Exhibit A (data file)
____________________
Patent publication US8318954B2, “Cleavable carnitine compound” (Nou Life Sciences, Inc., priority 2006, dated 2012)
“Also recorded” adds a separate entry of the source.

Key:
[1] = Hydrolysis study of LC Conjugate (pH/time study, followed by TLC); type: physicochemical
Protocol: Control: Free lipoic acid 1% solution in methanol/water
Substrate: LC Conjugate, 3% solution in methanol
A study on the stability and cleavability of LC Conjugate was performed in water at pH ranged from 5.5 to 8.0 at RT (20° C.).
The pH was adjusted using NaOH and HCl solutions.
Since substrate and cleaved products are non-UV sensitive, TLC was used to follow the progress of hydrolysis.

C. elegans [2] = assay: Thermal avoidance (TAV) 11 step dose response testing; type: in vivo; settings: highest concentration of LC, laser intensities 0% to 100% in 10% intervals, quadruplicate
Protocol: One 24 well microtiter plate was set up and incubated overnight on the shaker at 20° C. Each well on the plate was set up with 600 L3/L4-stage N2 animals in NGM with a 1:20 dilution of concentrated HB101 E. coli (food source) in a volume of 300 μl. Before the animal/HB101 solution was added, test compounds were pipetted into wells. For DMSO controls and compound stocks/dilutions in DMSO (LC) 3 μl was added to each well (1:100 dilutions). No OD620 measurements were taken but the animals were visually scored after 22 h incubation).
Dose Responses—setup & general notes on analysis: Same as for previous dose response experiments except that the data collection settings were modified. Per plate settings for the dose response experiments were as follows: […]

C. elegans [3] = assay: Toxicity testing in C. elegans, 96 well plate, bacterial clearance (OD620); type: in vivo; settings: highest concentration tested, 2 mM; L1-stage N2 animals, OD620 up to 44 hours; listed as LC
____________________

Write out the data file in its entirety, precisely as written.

Patent publication US8318954B2, “Cleavable carnitine compound” (Nou Life Sciences, Inc., priority 2006, dated 2012)
“Also recorded” adds a separate entry of the source.

Key:
[1] = Hydrolysis study of LC Conjugate (pH/time study, followed by TLC); type: physicochemical
Protocol: Control: Free lipoic acid 1% solution in methanol/water
Substrate: LC Conjugate, 3% solution in methanol
A study on the stability and cleavability of LC Conjugate was performed in water at pH ranged from 5.5 to 8.0 at RT (20° C.).
The pH was adjusted using NaOH and HCl solutions.
Since substrate and cleaved products are non-UV sensitive, TLC was used to follow the progress of hydrolysis.

C. elegans [2] = assay: Thermal avoidance (TAV) 11 step dose response testing; type: in vivo; settings: highest concentration of LC, laser intensities 0% to 100% in 10% intervals, quadruplicate
Protocol: One 24 well microtiter plate was set up and incubated overnight on the shaker at 20° C. Each well on the plate was set up with 600 L3/L4-stage N2 animals in NGM with a 1:20 dilution of concentrated HB101 E. coli (food source) in a volume of 300 μl. Before the animal/HB101 solution was added, test compounds were pipetted into wells. For DMSO controls and compound stocks/dilutions in DMSO (LC) 3 μl was added to each well (1:100 dilutions). No OD620 measurements were taken but the animals were visually scored after 22 h incubation).
Dose Responses—setup & general notes on analysis: Same as for previous dose response experiments except that the data collection settings were modified. Per plate settings for the dose response experiments were as follows: […]

C. elegans [3] = assay: Toxicity testing in C. elegans, 96 well plate, bacterial clearance (OD620); type: in vivo; settings: highest concentration tested, 2 mM; L1-stage N2 animals, OD620 up to 44 hours; listed as LC